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BOOK REVIEW: ‘Who’s Counting?’
Question of the Day
America’s loose “honor system” in voting is no longer viable, assuming it ever was. For decades we joked about the cemetery precincts in Chicago and elsewhere, and how statewide elections in Illinois were basically a battle between the elder Mayor Richard Daley, a Democrat, and the downstate Republicans as to who could do the best job of fictionalizing the vote count. But they were seen as anomalies.
We also know that earlier in our history, practices in some states discouraged qualified citizens from casting their ballots. But we consoled ourselves that once Jim Crow had been eliminated, that was stopped.
Sorry, but we’re not in a position to “live happily ever after.” According to “Who’s Counting: How Fraudsters and Bureaucrats Put Your Vote at Risk,” we learn that cemetery voting not only remains a comfortable part of the political fabric of the “Chicago way,” but has spread to many other areas across the nation, urban and rural. In some old Jim Crow voting places, fraud continues, albeit largely now perpetrated by different groups of people than in the days of old.
Authors John Fund and Hans von Spakovsky have presented hard evidence that voter fraud (some of it well-organized), combined with incompetence, alleged “reforms,” and bureaucratic indifference have undermined the popular trust in America’s most precious right: picking our leaders.
The metaphoric but iconic “Lady Liberty” would have to be in tears as this documented study cites example after example of such fraud as 1.8 million dead people are still registered to vote; illegal aliens have been voting, including one assassin of a Mexican presidential candidate who voted in California twice; yes, Al Franken’s friends stole the 2008 U.S. Senate seat with “Minnesota funny business”; top officials in one West Virginia county pleaded guilty to falsifying more than 100 ballots; at least 54 ACORN activists have been convicted of voter frauds.
The above are mere samples. ACORN, under whatever front name at a given moment, remains well-funded and is among the many liberal groups fighting to eradicate voter ID laws. Never mind that photo IDs are required to get a passport, withdraw money from your bank account or purchase an Amtrak ticket. The argument that it is racist or suppresses the vote is belied by figures showing no effect or, alternatively, an actual rise in voter participation where implemented.
Take Georgia and Indiana, the two states with the strictest voter ID laws in the country: In 2008, Georgia had its largest turnout in history, second-highest increase in the nation, including a huge boost in Democratic voters (compared to 2004). Indiana’s turnout was the fifth-largest increase nationwide, and there was a very large boost in Democratic voter participation in all 50 states.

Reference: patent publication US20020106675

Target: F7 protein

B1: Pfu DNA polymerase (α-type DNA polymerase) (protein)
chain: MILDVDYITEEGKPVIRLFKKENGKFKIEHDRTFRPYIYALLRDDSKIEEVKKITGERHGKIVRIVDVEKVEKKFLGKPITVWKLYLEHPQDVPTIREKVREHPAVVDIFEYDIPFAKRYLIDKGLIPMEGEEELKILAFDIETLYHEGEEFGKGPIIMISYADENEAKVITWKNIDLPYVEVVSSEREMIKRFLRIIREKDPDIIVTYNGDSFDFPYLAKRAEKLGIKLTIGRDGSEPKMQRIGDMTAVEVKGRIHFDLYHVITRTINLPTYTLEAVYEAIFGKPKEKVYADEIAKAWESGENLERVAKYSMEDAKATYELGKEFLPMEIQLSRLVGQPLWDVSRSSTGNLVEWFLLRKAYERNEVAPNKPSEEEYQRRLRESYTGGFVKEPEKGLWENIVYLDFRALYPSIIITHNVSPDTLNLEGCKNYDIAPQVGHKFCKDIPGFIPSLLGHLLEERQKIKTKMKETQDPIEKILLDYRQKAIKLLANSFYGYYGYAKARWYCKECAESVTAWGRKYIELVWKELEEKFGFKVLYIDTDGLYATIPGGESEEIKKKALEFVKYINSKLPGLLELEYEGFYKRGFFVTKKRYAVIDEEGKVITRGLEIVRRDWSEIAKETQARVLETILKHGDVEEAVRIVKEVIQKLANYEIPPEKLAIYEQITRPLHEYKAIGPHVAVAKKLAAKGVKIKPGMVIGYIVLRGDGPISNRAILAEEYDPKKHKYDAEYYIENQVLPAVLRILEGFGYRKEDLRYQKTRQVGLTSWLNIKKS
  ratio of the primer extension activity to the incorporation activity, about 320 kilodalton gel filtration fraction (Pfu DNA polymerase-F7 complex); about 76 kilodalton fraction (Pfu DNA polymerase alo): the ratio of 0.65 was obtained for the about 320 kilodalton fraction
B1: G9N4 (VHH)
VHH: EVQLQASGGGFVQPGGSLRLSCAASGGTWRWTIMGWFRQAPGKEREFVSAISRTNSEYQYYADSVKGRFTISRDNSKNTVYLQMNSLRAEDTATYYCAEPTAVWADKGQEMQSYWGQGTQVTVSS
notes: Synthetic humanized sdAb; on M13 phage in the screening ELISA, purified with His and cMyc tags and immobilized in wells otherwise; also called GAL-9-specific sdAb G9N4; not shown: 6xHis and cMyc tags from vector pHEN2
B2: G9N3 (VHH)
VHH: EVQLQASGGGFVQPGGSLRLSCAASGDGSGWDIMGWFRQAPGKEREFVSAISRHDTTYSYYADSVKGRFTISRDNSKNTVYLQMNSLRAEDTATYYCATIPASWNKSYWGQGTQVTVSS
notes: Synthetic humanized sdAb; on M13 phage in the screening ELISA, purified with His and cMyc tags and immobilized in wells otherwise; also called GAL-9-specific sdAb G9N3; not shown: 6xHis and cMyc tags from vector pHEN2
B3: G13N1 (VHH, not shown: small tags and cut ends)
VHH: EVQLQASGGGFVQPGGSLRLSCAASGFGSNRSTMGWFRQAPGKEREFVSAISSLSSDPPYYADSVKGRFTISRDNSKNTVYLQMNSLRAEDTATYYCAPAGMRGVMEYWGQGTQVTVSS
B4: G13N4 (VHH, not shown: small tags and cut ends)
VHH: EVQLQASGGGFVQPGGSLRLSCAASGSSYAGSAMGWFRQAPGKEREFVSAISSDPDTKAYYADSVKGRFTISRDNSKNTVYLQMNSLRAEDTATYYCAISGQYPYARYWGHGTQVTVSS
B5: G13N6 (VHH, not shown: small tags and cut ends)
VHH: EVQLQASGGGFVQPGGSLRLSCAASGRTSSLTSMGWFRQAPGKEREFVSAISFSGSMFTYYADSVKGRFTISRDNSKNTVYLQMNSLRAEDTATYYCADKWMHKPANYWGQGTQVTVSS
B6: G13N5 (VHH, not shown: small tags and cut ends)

Small wonder the Supreme Court would rule 6-3 that the Indiana law is constitutional. So from where comes the most powerful push back against voter ID? In the chapter “Holder’s Justice Department,” the authors nail it.
That one chapter easily could be expanded into a full-length book of its own. Much of it is based on Mr. Von Spakovsky’s experience inside the Department of Justice’s Civil Rights Division. It would be very difficult to exaggerate the depth of that agency’s blatant corruption, partisanship and racial bias in enforcement as well as in hiring.
This is a scandal awaiting some enterprising journalist in search of a Pulitzer, assuming either that a journalist can be found in the mainstream media willing to go up against the round-the-clock smears that would be unleashed from powerful quarters, or that the journalistic awards process is not ideologically weighted.
Mr. Fund (an investigative pundit who has authored a previous work on this topic) and Mr. Von Spakovsky (a former federal election commissioner and past Justice Department official) bring to the table an impressive combined knowledge of voter fraud. Their proposed remedies deserve our consideration. Here are just a few:
1) Mandate voter ID laws; 2) make sure all voters are Americans; 3) prevent absentee ballot fraud; 4) block fake data from databases; 5) keep voter lists clean and updated; 6) prevent “slow-walking” of military voter registration; 7) tighten protections against abuses in early voting, same-day registration and the 1993 “Motor-Voter” law; 8) resist misguided efforts to abolish the electoral college.
Add all that up and one understands a registrar’s comment: “Elections are in danger of collapsing under the weight of their own complexity.”
It is disconcerting that much of the mainstream media will refuse to acknowledge the scandal that is the organized maneuvering to compromise the integrity of the electoral process. The authors describe a culture of “there essentially is no such thing as voter fraud. So pay no attention to the vote stealers behind the voting booth curtain.” There’s nothing here, so just move right along, folks.
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